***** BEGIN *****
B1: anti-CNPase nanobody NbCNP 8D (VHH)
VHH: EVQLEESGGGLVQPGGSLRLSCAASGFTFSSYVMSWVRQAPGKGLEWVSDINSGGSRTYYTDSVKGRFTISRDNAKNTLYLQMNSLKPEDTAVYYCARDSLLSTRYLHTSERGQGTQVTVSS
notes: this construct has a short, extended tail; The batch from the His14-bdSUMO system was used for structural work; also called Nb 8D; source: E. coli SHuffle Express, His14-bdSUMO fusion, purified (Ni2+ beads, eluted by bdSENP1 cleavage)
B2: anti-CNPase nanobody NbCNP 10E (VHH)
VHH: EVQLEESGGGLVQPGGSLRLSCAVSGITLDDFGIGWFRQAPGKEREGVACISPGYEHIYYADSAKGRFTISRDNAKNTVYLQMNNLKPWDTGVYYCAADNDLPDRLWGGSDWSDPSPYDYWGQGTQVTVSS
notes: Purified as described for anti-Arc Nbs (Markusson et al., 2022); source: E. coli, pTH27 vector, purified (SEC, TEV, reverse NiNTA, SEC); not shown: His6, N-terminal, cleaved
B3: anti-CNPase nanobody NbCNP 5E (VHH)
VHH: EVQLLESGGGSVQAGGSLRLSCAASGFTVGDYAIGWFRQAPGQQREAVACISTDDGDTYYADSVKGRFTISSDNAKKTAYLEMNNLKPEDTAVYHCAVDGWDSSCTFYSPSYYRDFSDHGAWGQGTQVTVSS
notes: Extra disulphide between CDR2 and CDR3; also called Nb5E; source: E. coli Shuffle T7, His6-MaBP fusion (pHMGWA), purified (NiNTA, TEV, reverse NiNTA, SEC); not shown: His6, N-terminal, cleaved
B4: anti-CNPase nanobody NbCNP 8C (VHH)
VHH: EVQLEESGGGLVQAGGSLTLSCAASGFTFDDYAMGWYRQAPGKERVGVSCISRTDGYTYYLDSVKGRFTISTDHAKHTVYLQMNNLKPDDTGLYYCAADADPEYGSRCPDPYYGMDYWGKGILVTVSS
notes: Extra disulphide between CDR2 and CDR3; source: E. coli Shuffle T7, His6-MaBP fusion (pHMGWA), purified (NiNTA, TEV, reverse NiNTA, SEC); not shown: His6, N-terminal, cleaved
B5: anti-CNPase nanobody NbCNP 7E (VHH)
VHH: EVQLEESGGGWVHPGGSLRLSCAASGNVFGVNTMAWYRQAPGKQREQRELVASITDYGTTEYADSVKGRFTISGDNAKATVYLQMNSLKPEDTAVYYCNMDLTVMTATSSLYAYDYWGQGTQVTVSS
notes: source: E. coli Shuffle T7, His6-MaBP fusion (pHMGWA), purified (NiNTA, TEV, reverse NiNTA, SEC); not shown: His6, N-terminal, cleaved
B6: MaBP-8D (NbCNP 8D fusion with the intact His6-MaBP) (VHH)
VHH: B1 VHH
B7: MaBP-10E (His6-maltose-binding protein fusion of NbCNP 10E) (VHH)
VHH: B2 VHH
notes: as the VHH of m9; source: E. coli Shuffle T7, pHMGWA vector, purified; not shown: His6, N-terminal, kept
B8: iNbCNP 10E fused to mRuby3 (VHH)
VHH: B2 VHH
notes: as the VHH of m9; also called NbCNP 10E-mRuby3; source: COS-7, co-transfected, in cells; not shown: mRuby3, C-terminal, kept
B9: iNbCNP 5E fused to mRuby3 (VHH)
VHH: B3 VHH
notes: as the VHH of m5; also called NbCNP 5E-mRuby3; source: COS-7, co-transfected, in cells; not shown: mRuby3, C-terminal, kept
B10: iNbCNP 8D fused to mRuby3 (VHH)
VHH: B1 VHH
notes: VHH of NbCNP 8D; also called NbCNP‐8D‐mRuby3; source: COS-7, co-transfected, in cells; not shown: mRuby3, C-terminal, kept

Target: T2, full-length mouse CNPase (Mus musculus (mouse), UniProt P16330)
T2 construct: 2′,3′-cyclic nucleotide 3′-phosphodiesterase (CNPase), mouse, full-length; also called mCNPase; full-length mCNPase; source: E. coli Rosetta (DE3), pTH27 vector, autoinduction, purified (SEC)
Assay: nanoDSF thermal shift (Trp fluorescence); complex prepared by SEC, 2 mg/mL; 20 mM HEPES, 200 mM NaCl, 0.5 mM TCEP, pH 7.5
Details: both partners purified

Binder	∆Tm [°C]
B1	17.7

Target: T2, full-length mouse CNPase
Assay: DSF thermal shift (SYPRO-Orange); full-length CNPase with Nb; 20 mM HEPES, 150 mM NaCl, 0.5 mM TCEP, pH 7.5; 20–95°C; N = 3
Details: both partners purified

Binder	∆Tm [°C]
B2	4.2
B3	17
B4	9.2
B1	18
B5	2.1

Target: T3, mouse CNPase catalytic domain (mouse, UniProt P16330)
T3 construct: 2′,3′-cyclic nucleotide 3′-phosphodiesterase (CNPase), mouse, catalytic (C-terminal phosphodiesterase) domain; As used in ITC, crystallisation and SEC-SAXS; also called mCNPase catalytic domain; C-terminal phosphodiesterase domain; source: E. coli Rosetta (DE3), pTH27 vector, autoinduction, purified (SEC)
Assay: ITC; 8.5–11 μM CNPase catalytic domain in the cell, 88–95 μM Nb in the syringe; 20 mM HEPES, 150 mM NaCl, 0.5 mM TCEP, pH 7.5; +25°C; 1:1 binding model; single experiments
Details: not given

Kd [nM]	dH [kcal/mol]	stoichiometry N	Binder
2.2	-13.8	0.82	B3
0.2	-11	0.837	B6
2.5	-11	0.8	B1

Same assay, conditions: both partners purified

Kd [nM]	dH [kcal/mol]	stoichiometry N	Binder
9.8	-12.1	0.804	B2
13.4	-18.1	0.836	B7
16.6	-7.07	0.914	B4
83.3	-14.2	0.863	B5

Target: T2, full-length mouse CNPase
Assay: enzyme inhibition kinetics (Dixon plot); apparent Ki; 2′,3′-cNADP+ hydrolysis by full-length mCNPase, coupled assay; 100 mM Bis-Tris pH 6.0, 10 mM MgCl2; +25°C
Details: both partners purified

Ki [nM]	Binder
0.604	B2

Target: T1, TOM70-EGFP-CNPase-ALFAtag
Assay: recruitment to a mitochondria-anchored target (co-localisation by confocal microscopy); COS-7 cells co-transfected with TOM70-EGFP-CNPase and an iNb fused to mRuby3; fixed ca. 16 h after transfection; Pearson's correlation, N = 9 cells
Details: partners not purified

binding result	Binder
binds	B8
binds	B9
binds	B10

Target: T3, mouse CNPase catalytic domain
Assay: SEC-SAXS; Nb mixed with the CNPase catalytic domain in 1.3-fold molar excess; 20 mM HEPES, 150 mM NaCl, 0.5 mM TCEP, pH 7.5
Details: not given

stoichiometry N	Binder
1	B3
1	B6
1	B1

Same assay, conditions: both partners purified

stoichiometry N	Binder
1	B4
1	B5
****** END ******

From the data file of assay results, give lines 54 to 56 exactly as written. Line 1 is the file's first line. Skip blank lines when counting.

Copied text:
Kd [nM]	dH [kcal/mol]	stoichiometry N	Binder
9.8	-12.1	0.804	B2
13.4	-18.1	0.836	B7